WHEN asked “Do you regard yourself as belonging to a religious group?”, 52 per cent of adults tick the “nones” category. At least, that Is what the 2018 British Social Attitudes Survey found. This means that we are regularly interacting with “nones” (pronounced “nons”) day in, day out, even if we are not aware of it. It is not exactly a great word to describe such a large and diverse demographic, but it is a widely recognised term, and so it remains, for now, the best shorthand for those who would self-identify as having no religious faith.
Professor Stephen Bullivant, a Roman Catholic theologian and a former “none” himself, who has researched this topic extensively, suggests that some 60 to 65 per cent of British adults may be in this category by 2030. The numbers are growing fast.
The majority of this group say that they have very little interest in faith: they are dismissive, hostile, or just benignly indifferent. If this isn’t one of the biggest challenges (and opportunities) for the Church right now, it is difficult to know what is.
If the C of E is serious about wanting to be a Church of “missionary disciples”, which wants to “grow younger and more diverse”, then reaching the “nones” needs to be a high priority for us all. If we want to be a beacon of hope, shining Christ’s light for the benefit of all, then we cannot ignore this demographic, even if they choose to ignore us. The challenge is substantial, not only because of the scale of it, or because many churches have very little contact with “nones”, but also because we do not always find communicating our faith easy; and yet we need to find accessible means to help us do this.
The Church needs, though, not to be overwhelmed, intimidated, or diffident, but to have confidence that God is continually drawing people to himself, and that many of these good people — in families, neighbourhoods, and every community — are hungry for God, even if they have not necessarily articulated it in that way yet.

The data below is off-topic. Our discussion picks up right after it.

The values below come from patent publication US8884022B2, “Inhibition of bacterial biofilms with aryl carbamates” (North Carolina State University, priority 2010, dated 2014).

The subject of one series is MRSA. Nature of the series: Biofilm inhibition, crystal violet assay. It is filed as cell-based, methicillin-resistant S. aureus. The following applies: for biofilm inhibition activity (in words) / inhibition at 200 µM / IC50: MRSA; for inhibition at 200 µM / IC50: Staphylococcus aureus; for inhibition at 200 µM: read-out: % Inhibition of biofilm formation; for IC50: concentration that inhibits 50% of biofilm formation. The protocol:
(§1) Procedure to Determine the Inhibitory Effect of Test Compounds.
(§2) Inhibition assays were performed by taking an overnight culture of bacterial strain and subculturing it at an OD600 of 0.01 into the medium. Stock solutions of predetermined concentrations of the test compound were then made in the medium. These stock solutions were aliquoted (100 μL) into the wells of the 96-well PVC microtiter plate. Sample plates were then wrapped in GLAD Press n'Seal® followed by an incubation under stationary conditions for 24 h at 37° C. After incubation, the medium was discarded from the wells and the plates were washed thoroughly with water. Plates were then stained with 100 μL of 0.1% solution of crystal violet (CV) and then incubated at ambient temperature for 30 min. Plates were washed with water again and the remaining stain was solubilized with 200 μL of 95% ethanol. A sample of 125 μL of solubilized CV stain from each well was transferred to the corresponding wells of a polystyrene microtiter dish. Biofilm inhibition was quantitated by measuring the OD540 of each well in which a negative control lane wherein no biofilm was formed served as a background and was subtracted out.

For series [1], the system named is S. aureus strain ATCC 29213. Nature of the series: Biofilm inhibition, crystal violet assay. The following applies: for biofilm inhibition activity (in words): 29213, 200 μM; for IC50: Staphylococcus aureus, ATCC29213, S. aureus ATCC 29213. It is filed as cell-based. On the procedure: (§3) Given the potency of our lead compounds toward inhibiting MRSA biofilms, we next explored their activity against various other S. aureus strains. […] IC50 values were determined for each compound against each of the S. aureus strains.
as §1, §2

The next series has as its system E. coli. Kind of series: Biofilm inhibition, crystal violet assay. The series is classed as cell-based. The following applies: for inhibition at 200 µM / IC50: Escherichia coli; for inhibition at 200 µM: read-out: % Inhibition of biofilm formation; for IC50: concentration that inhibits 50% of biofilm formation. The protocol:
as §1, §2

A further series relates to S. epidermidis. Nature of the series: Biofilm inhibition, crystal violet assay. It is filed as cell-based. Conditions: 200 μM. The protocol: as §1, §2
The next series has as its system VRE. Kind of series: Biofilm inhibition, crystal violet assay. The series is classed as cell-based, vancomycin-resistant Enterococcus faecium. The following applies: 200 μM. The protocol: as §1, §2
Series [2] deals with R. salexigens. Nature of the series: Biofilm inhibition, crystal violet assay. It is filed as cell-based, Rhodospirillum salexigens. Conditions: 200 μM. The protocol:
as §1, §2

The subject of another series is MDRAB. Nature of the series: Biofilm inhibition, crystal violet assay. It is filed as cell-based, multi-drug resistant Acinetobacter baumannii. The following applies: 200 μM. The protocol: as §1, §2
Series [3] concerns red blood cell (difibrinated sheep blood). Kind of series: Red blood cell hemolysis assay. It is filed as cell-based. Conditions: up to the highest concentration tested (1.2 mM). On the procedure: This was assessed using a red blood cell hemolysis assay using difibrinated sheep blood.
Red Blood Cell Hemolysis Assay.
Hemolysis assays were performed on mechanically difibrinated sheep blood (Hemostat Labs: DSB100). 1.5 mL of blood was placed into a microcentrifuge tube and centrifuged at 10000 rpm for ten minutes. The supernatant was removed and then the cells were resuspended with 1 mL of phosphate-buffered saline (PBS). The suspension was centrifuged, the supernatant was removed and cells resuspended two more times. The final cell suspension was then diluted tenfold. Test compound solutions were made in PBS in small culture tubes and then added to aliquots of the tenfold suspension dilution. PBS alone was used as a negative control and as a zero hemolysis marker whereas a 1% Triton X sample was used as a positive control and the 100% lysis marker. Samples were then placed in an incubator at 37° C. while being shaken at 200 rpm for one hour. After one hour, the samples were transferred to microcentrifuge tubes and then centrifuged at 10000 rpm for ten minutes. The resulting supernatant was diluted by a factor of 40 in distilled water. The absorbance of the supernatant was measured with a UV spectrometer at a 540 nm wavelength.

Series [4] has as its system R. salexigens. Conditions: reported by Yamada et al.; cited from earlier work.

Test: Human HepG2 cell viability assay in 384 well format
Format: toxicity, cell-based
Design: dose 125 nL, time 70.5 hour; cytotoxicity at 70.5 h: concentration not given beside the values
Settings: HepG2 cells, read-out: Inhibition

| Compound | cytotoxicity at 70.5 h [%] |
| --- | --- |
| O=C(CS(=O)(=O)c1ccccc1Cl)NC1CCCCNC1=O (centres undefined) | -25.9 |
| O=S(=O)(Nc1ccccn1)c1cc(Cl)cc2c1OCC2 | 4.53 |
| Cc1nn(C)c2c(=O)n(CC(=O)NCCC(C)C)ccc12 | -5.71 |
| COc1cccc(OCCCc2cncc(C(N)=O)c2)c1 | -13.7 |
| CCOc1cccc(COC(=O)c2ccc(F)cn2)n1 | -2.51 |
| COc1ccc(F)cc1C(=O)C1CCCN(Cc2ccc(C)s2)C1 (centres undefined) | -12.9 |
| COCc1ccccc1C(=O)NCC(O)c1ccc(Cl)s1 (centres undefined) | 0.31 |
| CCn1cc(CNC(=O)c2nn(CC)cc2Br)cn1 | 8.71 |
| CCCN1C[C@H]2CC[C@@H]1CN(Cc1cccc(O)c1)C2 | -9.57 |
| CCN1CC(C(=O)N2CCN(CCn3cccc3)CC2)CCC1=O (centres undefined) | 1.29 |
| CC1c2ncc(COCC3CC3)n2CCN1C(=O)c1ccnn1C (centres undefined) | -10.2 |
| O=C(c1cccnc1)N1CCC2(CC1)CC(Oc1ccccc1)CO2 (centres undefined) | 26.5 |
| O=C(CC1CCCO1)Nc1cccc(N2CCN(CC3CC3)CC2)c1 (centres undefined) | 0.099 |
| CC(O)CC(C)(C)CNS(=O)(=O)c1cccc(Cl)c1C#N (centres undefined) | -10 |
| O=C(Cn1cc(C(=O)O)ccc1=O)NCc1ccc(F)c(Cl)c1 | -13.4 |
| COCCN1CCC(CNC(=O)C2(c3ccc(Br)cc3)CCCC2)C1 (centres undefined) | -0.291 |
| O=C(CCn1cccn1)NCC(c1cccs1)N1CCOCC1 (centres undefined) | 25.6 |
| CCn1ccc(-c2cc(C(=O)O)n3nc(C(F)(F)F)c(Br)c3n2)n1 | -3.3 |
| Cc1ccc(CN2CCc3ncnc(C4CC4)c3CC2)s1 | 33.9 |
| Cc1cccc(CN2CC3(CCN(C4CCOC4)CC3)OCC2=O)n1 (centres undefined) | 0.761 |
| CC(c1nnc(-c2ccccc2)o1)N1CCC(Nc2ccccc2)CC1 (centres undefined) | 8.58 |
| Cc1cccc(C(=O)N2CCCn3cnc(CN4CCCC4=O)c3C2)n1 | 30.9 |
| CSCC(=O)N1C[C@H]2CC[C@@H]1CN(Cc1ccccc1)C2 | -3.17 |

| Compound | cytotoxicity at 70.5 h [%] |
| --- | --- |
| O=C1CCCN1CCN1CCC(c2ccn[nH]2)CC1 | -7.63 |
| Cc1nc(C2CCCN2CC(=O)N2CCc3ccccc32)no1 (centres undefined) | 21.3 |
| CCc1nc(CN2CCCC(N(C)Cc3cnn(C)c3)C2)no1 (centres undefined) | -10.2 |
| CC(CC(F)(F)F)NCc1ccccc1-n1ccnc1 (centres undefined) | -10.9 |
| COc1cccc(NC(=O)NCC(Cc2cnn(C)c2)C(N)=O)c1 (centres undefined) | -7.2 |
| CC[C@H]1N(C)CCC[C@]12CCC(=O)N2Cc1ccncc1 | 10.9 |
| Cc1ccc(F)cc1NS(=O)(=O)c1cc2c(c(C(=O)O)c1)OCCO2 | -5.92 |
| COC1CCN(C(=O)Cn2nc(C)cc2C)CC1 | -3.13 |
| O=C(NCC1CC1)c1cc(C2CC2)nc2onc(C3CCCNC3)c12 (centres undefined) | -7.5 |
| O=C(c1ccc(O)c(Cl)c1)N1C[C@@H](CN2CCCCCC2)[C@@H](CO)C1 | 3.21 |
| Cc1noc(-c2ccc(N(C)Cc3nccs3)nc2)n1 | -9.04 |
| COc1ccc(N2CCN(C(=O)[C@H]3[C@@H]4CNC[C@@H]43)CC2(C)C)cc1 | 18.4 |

THERE is good news. Take Tom, for example. Seven years ago, he was living and studying in York, and the possible existence of God rarely crossed his mind. One day, his father wondered aloud whether Tom had ever thought of becoming a vicar. After scratching his head (he neither believed in God nor ever went to church), Tom began to ponder questions of God and faith. When passing York Minster one evening, he found himself walking through the door and into a service. All credit to the clergy at the Minster, Tom’s inquisitive nature, and the intervention of the Holy Spirit, because Tom quickly became a part of the family. He is now the Vicar of St Mary-le-Tower, Ipswich.
Back to the British Social Attitudes survey. It reports that there are roughly 0.8 million “nones” in Britain who both pray monthly or more and rate their own level of religiosity highly, and a further 2.8 million who do one of these, but not both. So it turns out that there are thousands of people a bit like Tom around the country: people who have no religious background and yet who are open — keen, even — to explore faith.
Congregations have some of these “nones” who have become Christians, and they are the go-to people in terms of teaching us what helped them to come to faith. They are also some of the keenest to share their faith, often puzzled about why their Christian friends did not pass on the good news to them earlier.
Interestingly, there is a theme coming out of some recent interviews, which has surprised those of us working on the project “Reaching the Nones”. It is early days, but it seems that the way to reach the “nones” is no different from reaching any other group in the UK. Those we interviewed — former “nones” who are now Christians — offered the following suggestions for Christians, which might sound familiar:
- Be courageous, open, and honest about what you believe.
- Remember that what you have to say might be life-giving for others.
- Don’t decide for others; they may be more interested than you think.
- Don’t dumb down but be careful about your language.
- Don’t over-complicate things.
- Help people know there are no stupid questions.
- Connect to people on real life issues.
- Be honest about your doubts and uncertainties.
- Acknowledge the Church’s imperfections, but don’t dwell on them.
FOR church leaders reading this who want to “do something”, they might like to talk about the “nones” at a PCC or synod meeting, or run a Lent course or sermon series on the subject. They might also consider gently asking the “nones” whom they know what would be useful for them if they were ever to consider faith. Even asking that question could open a fruitful conversation.
Reaching the “nones” might be one of the biggest challenges facing the Church of England today, but it is also one where God is already at work, and where we can all make a difference.
The Ven. Rhiannon King is the Archdeacon of Ipswich and director of the Inspiring Ipswich project. She leads the project “Reaching the Nones”: reachingthenones.org